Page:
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Attorneys: MCSO Chief Deputy Sheridan May Face Termination, Criminal Contempt Unnecessary

High-ranking members of the Maricopa County Sheriff’s Office will head to court Friday where lawyers are expected to argue they should not face criminal contempt referrals for failing to follow a judge's orders.

Attorneys for Chief Deputy Jerry Sheridan argued in a memo filed Monday that prosecution isn’t necessary because Sheridan’s career is already on the line.

Sheridan’s lawyers wrote that he did not willfully violate a federal court order, which is a key element needed to refer someone for criminal contempt.

But Judge G. Murray Snow has ruled the opposite, finding in May that Sheridan intentionally violated court orders and lied under oath.

Sheridan’s attorneys wrote that he was unaware of the details of a preliminary injunction blocking deputies from detaining people solely on suspicion of their immigration status. The attorneys say it was not Sheridan’s job to implement it. Someone else was assigned the task before Sheridan rose to second in command.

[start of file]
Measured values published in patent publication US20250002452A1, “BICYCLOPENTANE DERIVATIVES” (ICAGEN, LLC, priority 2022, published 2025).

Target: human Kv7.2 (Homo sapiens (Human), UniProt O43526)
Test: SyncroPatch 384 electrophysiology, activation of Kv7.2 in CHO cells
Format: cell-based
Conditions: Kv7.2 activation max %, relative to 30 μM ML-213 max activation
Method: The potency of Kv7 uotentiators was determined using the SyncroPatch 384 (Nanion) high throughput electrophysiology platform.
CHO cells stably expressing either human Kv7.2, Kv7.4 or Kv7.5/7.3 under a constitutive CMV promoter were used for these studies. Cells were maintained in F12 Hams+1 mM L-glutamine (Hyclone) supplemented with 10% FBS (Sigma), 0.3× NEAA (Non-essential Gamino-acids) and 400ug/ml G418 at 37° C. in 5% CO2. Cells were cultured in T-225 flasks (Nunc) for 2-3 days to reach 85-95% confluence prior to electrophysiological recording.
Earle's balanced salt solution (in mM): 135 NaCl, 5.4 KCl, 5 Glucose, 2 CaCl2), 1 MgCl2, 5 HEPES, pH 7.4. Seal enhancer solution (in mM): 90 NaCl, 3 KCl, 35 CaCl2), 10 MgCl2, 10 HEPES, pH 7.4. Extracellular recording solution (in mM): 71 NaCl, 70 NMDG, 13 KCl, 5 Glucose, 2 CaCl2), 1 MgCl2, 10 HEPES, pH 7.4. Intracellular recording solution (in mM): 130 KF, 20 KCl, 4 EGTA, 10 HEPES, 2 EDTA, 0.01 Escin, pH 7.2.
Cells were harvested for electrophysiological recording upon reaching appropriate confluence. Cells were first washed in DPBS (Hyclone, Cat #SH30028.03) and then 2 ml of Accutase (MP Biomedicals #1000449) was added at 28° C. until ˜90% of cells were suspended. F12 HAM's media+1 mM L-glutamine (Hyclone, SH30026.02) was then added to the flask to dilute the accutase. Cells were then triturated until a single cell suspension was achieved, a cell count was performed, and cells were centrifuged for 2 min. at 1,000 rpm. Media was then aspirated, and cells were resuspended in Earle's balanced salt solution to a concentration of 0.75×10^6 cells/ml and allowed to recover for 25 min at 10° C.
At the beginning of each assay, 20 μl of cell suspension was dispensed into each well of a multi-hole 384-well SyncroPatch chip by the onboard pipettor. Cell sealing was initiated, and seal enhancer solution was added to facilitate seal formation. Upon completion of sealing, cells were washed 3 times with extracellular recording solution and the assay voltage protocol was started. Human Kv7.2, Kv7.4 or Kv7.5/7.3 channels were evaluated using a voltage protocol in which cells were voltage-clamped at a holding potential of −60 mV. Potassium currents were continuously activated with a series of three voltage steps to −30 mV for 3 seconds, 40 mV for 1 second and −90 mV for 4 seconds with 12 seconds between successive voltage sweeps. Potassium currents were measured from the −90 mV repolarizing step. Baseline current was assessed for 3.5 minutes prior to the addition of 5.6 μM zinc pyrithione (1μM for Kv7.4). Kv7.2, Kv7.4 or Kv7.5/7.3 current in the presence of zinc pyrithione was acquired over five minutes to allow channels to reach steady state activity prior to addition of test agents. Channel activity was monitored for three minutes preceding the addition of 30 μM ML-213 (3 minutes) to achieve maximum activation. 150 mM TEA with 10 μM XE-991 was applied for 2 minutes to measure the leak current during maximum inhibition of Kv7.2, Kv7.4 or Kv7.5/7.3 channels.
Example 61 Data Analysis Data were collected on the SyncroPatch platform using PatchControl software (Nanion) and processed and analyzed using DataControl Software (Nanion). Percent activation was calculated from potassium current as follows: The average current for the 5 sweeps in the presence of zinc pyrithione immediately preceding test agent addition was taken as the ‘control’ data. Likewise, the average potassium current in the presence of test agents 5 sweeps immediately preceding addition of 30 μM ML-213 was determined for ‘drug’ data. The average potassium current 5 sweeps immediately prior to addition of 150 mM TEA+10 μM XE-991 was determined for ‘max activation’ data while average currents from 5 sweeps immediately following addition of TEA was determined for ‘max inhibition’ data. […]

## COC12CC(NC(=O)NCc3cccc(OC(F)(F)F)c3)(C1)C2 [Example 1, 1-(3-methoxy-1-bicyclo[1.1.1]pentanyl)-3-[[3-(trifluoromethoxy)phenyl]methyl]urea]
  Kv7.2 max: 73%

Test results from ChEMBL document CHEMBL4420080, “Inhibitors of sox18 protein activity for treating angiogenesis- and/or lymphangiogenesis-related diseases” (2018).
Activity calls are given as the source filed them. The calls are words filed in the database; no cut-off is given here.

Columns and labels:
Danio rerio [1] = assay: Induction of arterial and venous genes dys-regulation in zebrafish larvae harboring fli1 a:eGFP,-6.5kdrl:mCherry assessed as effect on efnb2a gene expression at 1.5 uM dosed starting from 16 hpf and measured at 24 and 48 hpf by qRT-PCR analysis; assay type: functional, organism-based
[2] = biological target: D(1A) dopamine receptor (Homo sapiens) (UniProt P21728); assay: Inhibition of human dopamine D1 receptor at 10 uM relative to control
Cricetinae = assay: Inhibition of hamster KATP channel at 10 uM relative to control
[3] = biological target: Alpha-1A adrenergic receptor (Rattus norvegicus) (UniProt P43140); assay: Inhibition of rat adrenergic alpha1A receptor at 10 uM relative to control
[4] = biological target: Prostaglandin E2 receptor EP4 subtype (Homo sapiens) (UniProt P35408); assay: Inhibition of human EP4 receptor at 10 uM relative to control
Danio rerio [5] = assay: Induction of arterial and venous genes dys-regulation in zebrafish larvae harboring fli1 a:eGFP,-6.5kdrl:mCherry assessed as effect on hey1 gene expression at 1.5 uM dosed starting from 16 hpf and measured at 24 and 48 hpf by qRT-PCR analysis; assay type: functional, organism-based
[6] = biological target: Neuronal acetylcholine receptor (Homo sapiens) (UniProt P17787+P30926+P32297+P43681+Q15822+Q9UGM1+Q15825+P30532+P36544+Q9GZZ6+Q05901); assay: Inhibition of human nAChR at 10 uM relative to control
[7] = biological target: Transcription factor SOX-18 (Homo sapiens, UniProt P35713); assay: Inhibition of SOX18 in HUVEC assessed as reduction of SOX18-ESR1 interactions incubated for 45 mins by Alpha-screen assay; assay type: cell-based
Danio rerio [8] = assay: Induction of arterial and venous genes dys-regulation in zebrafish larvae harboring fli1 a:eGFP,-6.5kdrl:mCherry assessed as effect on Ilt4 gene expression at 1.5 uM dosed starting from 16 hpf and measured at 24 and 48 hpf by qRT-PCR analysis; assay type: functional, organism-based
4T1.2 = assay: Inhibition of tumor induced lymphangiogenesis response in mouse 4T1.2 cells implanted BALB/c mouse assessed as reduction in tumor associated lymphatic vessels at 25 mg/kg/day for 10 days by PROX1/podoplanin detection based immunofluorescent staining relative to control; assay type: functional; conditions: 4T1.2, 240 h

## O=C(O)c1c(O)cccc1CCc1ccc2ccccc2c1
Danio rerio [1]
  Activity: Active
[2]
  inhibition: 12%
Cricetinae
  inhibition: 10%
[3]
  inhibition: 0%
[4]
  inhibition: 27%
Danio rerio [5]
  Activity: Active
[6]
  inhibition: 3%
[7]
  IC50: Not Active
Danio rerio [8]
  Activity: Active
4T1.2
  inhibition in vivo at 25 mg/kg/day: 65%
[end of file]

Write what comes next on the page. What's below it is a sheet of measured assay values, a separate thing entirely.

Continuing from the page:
Further, they argued the chief deputy had a massive workload when the injunction was issued, and he did not open, forward, delete or print an email that contained a copy of it.

Sheridan has long acknowledged that he failed to follow Snow’s order. His lawyers wrote that civil contempt penalties are enough because internal investigations could lead to him being fired, which would affect his pension and end his 38-year career with MCSO.

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Matthew Casey has won Edward R. Murrow awards for hard news and sports reporting since he joined KJZZ as a senior field correspondent in 2015.